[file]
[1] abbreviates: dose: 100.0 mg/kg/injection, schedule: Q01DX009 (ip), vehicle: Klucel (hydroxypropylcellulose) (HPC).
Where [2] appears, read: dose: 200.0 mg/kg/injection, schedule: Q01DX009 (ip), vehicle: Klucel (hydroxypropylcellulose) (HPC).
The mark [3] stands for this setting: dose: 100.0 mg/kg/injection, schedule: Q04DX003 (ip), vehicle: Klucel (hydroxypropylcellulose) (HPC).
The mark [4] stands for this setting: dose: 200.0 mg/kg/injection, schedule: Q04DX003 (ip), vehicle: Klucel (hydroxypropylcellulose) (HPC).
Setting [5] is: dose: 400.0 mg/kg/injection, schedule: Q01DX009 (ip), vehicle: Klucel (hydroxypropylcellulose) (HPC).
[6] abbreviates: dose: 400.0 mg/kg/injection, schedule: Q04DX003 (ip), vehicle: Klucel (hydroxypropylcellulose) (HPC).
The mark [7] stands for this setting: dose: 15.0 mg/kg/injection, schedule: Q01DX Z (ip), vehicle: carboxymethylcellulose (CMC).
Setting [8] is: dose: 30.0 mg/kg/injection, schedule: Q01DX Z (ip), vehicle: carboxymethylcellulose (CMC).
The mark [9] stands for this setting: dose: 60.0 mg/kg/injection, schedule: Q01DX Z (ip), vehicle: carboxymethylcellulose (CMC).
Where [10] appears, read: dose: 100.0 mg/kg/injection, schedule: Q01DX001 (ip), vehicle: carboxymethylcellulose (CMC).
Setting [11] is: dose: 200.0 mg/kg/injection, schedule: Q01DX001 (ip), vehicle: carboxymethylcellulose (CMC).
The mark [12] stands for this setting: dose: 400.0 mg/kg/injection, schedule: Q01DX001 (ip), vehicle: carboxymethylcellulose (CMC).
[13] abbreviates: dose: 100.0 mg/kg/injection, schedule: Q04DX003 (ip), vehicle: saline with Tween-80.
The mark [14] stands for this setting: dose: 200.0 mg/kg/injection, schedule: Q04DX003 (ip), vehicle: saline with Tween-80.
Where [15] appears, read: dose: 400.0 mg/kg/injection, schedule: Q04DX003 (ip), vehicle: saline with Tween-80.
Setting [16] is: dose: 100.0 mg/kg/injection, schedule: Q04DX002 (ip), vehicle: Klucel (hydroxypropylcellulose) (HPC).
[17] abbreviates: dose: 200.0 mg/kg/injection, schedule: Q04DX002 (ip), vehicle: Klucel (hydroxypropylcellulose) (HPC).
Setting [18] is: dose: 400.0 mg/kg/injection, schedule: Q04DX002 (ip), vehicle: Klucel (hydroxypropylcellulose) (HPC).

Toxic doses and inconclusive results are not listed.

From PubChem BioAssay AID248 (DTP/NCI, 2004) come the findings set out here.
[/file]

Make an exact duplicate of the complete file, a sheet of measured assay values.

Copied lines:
[1] abbreviates: dose: 100.0 mg/kg/injection, schedule: Q01DX009 (ip), vehicle: Klucel (hydroxypropylcellulose) (HPC).
Where [2] appears, read: dose: 200.0 mg/kg/injection, schedule: Q01DX009 (ip), vehicle: Klucel (hydroxypropylcellulose) (HPC).
The mark [3] stands for this setting: dose: 100.0 mg/kg/injection, schedule: Q04DX003 (ip), vehicle: Klucel (hydroxypropylcellulose) (HPC).
The mark [4] stands for this setting: dose: 200.0 mg/kg/injection, schedule: Q04DX003 (ip), vehicle: Klucel (hydroxypropylcellulose) (HPC).
Setting [5] is: dose: 400.0 mg/kg/injection, schedule: Q01DX009 (ip), vehicle: Klucel (hydroxypropylcellulose) (HPC).
[6] abbreviates: dose: 400.0 mg/kg/injection, schedule: Q04DX003 (ip), vehicle: Klucel (hydroxypropylcellulose) (HPC).
The mark [7] stands for this setting: dose: 15.0 mg/kg/injection, schedule: Q01DX Z (ip), vehicle: carboxymethylcellulose (CMC).
Setting [8] is: dose: 30.0 mg/kg/injection, schedule: Q01DX Z (ip), vehicle: carboxymethylcellulose (CMC).
The mark [9] stands for this setting: dose: 60.0 mg/kg/injection, schedule: Q01DX Z (ip), vehicle: carboxymethylcellulose (CMC).
Where [10] appears, read: dose: 100.0 mg/kg/injection, schedule: Q01DX001 (ip), vehicle: carboxymethylcellulose (CMC).
Setting [11] is: dose: 200.0 mg/kg/injection, schedule: Q01DX001 (ip), vehicle: carboxymethylcellulose (CMC).
The mark [12] stands for this setting: dose: 400.0 mg/kg/injection, schedule: Q01DX001 (ip), vehicle: carboxymethylcellulose (CMC).
[13] abbreviates: dose: 100.0 mg/kg/injection, schedule: Q04DX003 (ip), vehicle: saline with Tween-80.
The mark [14] stands for this setting: dose: 200.0 mg/kg/injection, schedule: Q04DX003 (ip), vehicle: saline with Tween-80.
Where [15] appears, read: dose: 400.0 mg/kg/injection, schedule: Q04DX003 (ip), vehicle: saline with Tween-80.
Setting [16] is: dose: 100.0 mg/kg/injection, schedule: Q04DX002 (ip), vehicle: Klucel (hydroxypropylcellulose) (HPC).
[17] abbreviates: dose: 200.0 mg/kg/injection, schedule: Q04DX002 (ip), vehicle: Klucel (hydroxypropylcellulose) (HPC).
Setting [18] is: dose: 400.0 mg/kg/injection, schedule: Q04DX002 (ip), vehicle: Klucel (hydroxypropylcellulose) (HPC).

Toxic doses and inconclusive results are not listed.

From PubChem BioAssay AID248 (DTP/NCI, 2004) come the findings set out here.